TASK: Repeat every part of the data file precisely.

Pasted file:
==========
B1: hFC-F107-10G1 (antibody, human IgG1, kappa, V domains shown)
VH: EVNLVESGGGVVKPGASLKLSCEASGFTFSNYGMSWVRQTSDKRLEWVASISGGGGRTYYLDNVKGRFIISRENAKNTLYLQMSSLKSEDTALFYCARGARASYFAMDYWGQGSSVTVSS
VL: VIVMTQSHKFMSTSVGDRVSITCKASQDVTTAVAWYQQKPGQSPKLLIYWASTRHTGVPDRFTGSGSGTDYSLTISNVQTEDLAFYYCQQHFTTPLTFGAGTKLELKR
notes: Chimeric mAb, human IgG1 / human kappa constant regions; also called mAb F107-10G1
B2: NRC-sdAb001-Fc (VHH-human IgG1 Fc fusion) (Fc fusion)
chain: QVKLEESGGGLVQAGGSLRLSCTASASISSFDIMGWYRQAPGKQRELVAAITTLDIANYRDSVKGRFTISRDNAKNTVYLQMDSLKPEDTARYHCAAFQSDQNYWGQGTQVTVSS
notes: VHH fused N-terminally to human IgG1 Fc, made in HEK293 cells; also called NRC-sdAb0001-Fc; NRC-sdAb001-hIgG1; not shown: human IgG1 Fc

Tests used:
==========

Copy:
B1: hFC-F107-10G1 (antibody, human IgG1, kappa, V domains shown)
VH: EVNLVESGGGVVKPGASLKLSCEASGFTFSNYGMSWVRQTSDKRLEWVASISGGGGRTYYLDNVKGRFIISRENAKNTLYLQMSSLKSEDTALFYCARGARASYFAMDYWGQGSSVTVSS
VL: VIVMTQSHKFMSTSVGDRVSITCKASQDVTTAVAWYQQKPGQSPKLLIYWASTRHTGVPDRFTGSGSGTDYSLTISNVQTEDLAFYYCQQHFTTPLTFGAGTKLELKR
notes: Chimeric mAb, human IgG1 / human kappa constant regions; also called mAb F107-10G1
B2: NRC-sdAb001-Fc (VHH-human IgG1 Fc fusion) (Fc fusion)
chain: QVKLEESGGGLVQAGGSLRLSCTASASISSFDIMGWYRQAPGKQRELVAAITTLDIANYRDSVKGRFTISRDNAKNTVYLQMDSLKPEDTARYHCAAFQSDQNYWGQGTQVTVSS
notes: VHH fused N-terminally to human IgG1 Fc, made in HEK293 cells; also called NRC-sdAb0001-Fc; NRC-sdAb001-hIgG1; not shown: human IgG1 Fc

Tests used: